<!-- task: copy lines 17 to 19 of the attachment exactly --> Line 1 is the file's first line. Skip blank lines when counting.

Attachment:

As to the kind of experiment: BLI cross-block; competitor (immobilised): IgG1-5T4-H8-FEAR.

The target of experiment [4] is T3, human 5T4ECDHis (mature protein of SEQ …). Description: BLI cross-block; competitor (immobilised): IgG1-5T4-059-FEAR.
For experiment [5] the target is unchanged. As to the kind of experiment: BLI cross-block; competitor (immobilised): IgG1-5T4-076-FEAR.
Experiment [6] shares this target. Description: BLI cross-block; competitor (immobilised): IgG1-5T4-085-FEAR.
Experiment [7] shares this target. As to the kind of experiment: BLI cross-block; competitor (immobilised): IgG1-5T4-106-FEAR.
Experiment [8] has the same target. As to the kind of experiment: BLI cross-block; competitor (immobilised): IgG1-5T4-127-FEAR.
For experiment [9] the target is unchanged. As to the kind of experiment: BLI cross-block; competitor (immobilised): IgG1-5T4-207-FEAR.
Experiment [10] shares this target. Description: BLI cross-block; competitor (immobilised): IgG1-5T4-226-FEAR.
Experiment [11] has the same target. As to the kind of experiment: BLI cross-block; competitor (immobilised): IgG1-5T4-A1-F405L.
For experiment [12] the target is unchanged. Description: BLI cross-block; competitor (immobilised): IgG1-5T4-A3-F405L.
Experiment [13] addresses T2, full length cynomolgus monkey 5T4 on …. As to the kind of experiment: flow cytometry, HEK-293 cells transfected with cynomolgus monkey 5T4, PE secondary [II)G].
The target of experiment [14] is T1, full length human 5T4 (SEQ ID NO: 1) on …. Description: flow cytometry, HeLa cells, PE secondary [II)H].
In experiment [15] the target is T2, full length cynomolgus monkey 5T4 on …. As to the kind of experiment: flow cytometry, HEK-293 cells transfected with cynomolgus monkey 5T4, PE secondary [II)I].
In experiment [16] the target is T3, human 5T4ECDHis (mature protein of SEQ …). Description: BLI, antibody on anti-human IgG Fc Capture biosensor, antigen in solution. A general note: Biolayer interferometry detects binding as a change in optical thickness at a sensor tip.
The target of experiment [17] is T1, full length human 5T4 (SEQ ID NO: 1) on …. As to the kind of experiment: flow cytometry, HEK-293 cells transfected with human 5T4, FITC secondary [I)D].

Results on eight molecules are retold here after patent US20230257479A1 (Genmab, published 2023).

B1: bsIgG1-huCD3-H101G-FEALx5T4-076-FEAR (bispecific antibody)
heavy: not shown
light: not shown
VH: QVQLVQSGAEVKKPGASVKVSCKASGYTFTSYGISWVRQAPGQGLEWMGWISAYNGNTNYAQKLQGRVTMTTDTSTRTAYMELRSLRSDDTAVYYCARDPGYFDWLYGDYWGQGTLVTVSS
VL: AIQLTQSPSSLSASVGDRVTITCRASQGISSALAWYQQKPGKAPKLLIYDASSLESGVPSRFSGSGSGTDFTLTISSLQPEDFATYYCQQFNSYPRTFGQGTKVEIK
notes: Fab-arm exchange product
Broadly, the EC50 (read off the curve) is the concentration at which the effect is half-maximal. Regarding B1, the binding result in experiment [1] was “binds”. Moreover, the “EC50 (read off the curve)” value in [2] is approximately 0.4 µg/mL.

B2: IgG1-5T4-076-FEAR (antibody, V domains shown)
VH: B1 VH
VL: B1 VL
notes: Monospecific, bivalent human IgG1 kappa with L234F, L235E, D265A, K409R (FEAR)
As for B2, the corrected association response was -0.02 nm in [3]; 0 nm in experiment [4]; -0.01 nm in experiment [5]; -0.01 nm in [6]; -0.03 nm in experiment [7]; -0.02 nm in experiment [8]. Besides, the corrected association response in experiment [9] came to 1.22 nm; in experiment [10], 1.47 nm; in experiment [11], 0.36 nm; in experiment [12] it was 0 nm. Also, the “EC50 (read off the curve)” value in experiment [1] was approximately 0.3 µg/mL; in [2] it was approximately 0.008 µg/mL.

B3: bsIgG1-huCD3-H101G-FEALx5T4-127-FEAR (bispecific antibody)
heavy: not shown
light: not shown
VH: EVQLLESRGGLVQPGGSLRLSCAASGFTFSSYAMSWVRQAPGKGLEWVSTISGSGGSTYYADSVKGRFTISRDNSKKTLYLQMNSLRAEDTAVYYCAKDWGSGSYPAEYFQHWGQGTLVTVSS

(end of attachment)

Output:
B1: bsIgG1-huCD3-H101G-FEALx5T4-076-FEAR (bispecific antibody)
heavy: not shown
light: not shown